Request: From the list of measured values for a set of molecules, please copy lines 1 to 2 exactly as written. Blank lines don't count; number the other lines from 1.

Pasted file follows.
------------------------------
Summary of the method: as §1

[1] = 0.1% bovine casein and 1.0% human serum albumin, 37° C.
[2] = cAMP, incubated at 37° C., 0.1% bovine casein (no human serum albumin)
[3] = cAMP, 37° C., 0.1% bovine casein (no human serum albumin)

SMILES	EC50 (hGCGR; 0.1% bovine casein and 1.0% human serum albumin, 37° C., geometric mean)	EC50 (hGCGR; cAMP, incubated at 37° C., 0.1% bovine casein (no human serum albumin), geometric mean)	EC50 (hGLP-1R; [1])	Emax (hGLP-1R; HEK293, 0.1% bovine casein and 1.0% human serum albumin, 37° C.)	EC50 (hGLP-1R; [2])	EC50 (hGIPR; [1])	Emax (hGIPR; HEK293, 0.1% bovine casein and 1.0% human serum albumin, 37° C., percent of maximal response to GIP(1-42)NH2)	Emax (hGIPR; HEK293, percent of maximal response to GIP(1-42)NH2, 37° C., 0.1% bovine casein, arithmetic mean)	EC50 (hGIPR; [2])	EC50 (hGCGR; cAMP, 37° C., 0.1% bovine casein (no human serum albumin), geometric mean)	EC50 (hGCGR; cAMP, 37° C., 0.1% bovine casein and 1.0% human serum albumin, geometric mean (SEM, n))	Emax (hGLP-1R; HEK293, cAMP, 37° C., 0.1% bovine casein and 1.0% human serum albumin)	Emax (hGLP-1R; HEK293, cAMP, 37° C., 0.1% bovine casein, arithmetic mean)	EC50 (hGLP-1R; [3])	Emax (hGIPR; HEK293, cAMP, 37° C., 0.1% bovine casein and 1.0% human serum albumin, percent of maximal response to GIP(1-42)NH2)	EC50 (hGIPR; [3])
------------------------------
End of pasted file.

Summary of the method: as §1

[1] = 0.1% bovine casein and 1.0% human serum albumin, 37° C.